The Liberal Education of Students of Faith
The Ninth Annual Conversation on the Liberal Arts
February 26-27, 2010
|Let the Conversation Begin||Conversation Audio||Conversation Continued|
|Conversation Papers||Participant List||
Can there be a liberally educated creationist?
Can a liberally educated person hold views on geopolitical conflicts based on his reading of sacred texts?
If a student at a faith-based institution gives up her faith, convinced that it’s intellectually untenable, has that institution failed? Has it succeeded? What if that happens at a secular institution?
Whatever your answers to these questions, one thing is clear. Liberal education can interact powerfully with the spiritual and religious commitments and identities of our students. And so it should. Liberal education educates the whole person. All of us—whether at secular or faith-based institutions—have students in our classrooms for whom wholeness requires navigating the relationship between their spiritual lives and their education. We are necessarily involved in that process—whether we engage it explicitly or not.
- • Must students’ spiritual lives come under academic scrutiny? Or can they keep their faith separate from their academic lives and still be considered liberally educated?
- • Might students of faith have to change some of their beliefs—beliefs, for example, affirmed by their religious community, but in tension with the best research and scholarship? Can we ask that of our students of faith? Can we not ask it of a liberally educated person?
- • Or maybe it’s not what students believe that matters, but how or why they believe what they do. Might there be some reasons for holding religious beliefs or some ways of holding them that are inconsistent with being liberally educated?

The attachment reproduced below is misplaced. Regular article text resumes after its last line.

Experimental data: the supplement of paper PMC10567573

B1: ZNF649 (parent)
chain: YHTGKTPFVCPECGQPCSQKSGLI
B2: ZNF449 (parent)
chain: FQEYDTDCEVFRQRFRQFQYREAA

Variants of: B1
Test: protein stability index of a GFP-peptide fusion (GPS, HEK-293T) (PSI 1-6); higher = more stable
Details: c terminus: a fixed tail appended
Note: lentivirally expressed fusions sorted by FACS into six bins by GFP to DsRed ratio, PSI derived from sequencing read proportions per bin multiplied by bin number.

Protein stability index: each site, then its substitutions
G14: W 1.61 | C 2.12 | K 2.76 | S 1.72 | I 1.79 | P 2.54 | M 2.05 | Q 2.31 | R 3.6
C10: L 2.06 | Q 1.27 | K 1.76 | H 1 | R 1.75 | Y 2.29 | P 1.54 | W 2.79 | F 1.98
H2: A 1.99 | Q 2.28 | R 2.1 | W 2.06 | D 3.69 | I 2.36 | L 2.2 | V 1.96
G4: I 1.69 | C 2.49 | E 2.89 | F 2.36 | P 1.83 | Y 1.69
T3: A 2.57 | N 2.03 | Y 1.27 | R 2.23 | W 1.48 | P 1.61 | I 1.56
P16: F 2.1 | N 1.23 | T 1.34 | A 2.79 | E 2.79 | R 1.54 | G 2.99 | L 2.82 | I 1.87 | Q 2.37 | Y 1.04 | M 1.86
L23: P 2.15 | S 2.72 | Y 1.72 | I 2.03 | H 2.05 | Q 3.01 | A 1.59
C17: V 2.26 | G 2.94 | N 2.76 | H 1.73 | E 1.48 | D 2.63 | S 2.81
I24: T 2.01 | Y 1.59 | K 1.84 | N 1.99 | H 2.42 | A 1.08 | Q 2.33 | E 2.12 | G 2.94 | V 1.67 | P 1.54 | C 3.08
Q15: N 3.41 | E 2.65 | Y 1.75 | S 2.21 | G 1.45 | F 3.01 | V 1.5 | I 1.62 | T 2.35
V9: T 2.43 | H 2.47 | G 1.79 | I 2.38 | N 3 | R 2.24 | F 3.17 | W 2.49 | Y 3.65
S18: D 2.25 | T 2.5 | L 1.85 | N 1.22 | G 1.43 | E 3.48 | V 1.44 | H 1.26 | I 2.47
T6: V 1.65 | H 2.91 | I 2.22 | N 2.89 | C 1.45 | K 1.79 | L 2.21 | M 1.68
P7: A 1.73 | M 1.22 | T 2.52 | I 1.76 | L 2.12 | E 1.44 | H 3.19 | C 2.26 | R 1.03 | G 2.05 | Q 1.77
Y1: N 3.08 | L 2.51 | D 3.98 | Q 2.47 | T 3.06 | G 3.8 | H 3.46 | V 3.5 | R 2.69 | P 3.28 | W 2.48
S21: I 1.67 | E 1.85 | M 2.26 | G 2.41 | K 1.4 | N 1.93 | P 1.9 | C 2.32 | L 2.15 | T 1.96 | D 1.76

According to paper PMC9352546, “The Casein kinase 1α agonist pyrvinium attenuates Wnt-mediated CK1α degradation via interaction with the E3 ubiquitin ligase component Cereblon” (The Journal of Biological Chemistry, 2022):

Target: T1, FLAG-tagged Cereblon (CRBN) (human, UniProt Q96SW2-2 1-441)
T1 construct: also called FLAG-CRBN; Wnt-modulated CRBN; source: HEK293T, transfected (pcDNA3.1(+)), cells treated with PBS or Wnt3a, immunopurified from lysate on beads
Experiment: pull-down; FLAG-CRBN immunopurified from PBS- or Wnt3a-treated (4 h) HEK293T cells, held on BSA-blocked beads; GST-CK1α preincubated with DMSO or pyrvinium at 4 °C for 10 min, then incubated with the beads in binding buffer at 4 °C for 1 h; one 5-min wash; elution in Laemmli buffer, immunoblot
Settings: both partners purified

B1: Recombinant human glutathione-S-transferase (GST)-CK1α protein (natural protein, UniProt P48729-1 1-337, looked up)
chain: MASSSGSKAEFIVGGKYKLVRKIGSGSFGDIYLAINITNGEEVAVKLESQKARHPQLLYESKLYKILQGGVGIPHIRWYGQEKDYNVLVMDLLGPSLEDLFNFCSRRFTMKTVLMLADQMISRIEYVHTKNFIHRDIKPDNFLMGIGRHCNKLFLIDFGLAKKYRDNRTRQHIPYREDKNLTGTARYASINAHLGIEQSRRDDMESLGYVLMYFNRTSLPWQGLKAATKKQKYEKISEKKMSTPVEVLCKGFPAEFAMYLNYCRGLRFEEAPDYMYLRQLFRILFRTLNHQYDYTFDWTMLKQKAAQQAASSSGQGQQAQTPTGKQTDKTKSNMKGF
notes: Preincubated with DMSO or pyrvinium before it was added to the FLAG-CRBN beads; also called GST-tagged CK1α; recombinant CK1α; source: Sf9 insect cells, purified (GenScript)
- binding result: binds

- • Might the answers to these questions vary with our different institutional identities and missions? Or should we think that liberal education has the same goals whatever our institutional context?
All of us answer these questions, at least tacitly, in countless specific cases, whatever our own faith commitments and whatever the religious identity of our institutions. But we have very few opportunities for conversation about them, and the opportunities we do have are often confined to our individual institutions or faith communities.
That’s a real loss. If liberal education teaches one thing, it’s that thinking well requires thinking together, enriching our own perspective with those of others. “The Liberal Education of Students of Faith,” the ninth annual Conversation on the Liberal Arts, held February 26 - 27, 2010 offered just that opportunity. For nearly a decade, the Conversation on the Liberal Arts has been bringing together faculty and academic administrators from the whole spectrum of American higher education, discovering how much we share, even as we learn from our differences. "The Liberal Education of Students of Faith" continued that rich tradition. Follow the links above to learn more.